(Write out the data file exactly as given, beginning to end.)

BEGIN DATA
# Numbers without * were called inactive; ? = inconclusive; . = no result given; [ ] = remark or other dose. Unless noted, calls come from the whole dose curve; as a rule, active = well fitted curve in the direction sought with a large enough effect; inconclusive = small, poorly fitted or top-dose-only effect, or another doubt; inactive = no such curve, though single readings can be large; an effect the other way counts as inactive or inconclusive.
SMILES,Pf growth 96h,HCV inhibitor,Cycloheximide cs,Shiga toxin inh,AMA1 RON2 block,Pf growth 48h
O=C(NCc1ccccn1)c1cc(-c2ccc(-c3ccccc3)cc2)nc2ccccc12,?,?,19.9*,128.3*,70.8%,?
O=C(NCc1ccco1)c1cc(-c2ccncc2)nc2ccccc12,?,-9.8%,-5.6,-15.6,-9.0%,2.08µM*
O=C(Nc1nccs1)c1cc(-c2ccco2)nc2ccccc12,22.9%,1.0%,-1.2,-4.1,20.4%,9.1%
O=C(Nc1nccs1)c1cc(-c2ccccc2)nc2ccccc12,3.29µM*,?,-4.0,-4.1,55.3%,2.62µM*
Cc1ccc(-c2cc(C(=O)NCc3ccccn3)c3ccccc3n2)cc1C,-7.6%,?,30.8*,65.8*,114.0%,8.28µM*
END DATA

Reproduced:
# Numbers without * were called inactive; ? = inconclusive; . = no result given; [ ] = remark or other dose. Unless noted, calls come from the whole dose curve; as a rule, active = well fitted curve in the direction sought with a large enough effect; inconclusive = small, poorly fitted or top-dose-only effect, or another doubt; inactive = no such curve, though single readings can be large; an effect the other way counts as inactive or inconclusive.
SMILES,Pf growth 96h,HCV inhibitor,Cycloheximide cs,Shiga toxin inh,AMA1 RON2 block,Pf growth 48h
O=C(NCc1ccccn1)c1cc(-c2ccc(-c3ccccc3)cc2)nc2ccccc12,?,?,19.9*,128.3*,70.8%,?
O=C(NCc1ccco1)c1cc(-c2ccncc2)nc2ccccc12,?,-9.8%,-5.6,-15.6,-9.0%,2.08µM*
O=C(Nc1nccs1)c1cc(-c2ccco2)nc2ccccc12,22.9%,1.0%,-1.2,-4.1,20.4%,9.1%
O=C(Nc1nccs1)c1cc(-c2ccccc2)nc2ccccc12,3.29µM*,?,-4.0,-4.1,55.3%,2.62µM*
Cc1ccc(-c2cc(C(=O)NCc3ccccn3)c3ccccc3n2)cc1C,-7.6%,?,30.8*,65.8*,114.0%,8.28µM*